I should add that you ought to have DBV on your daily blogroll. They are way over on the koolaid drinking Left, but are decent people nonetheless. They often link to worthwhile reading, and can sometimes be pretty funny. If the acid boildermakers of The Pesky Fly are a bit much but you still want to know what's going on over in Loonystan, then the acid wine coolers at DBV might be your drink order.

And yes, Len, that was a compliment!

Oh no, please save us from another TNG Trek film. The article says that Captain Picard -- er, Patrick Stewart, has had meeting about playing Picard once again.

I have no problems with Stewart's performance as Picard, but it's time to let the corpse of Trek cool a bit. Braga's gone now from involvement with the franchise; Berman may be next. The next film is purportedly going to feature an all-new, younger cast in a story set before the first (TOS) series. They should let the series go fallow after that.

In their latest Trek podcast, Lene and JK point out that when you look at the landscape of Trek today, it's the fans who are carrying the legacy, not the studio. Fanfiction continues to tell the stories of Trek and fan films are the only new "movies" being made at the moment.

But they also point to something that I think is the way of the future, albeit a limited one, for the franchise. They mention that TOS was the originator and that every series and film and novel since has merely been elaborating the original idea or exploring variations and nooks of the universe. I think they've hit it. That's why the fandom is still so vibrant, because they can go where the franchise won't -- into darker stories, wildly imaginative variants, love stories, grand action, back stories. The studio has placed so many limits on what Star Trek "can't" do, or what it has to do, that they can't tell a lot of those stories any more.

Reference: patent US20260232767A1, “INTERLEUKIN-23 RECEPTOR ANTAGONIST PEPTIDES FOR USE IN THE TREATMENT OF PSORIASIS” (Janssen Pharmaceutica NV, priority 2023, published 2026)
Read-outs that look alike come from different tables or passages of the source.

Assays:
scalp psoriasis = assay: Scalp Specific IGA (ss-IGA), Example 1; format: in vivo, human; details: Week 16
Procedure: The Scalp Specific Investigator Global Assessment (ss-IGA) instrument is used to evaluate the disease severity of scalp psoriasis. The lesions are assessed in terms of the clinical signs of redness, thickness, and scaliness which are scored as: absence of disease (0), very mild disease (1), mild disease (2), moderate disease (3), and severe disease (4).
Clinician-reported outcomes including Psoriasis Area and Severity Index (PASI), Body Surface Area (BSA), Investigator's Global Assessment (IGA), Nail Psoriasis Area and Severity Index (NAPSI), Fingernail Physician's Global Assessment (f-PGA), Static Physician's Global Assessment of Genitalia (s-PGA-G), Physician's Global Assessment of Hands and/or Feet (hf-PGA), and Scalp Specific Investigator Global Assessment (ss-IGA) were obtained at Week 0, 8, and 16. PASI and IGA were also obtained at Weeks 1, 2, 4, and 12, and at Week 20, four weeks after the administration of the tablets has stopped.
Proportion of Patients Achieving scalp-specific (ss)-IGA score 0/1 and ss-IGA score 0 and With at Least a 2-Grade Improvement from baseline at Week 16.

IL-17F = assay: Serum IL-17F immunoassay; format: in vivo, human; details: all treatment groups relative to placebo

The way for Star Trek, unfortunately, is "forward into the past." They need to go to a format -- movies of the week, miniseries, direct to DVD, web downloads -- that allows stand-alone stories. Then they need to open the franchise to writers, directors and actors who have stories they want to tell. Let there be a "David Lynch Star Trek," tell the story of Spock's childhood, tell an all-Klingon story full of violence and drama, revisit the "Mirror, Mirror" universe. It's a chance for people to add yet more texture to the legacy. It's an opportunity to play with the assumptions and conventions of Star Trek.

The possibilities are enormous, but ultimately limited. The galaxy is vast, yes, but still a finite place. Even in Star Trek. I think the "ship and crew" thing is played out, at least as the franchise is handling it. Science has opened up whole new possibilities that the original series, and early TNG, have now locked out. Star Trek is no longer a likely future, just a quaint idea of what could have been, like Fifties' sci-fi with its needle-shaped rockets, BEMs, evil scientists and room-sized banks of computers.

Part of the problem is that science has out-stripped the imaginations of most Hollywood writers. The world a mere fifty years from now is not imaginable today, as the world of 1950 was to writers like H.G. Wells. Even professional science fiction writers today have a hard time trying to create a possible future farther than a mere twenty years down the road. Opening Star Trek to people who can create really outlandish stories ideas is good, but the franchise is locked into a vision that precludes most of them.

Star Trek needs to go away. Possibly forever. It's Final Frontier optimism speaks for itself. It's time for another view to come along. It's likely going to be dystopian right now, as that seems to be the cultural zeitgeist, but sooner or later the pendulum swings back. Another generation will find a way to speak to the future. Don't block them with old ideas taking away the production money.
Headlines You Don't Expect

"Vandals Burn Swedish Christmas Goat, Again."

Link via the NSFW Fark.

INSTANT UPDATE: More Fark goodness! Missed the movie Serenity? No problem. Now you can see the condensed version, with puppets!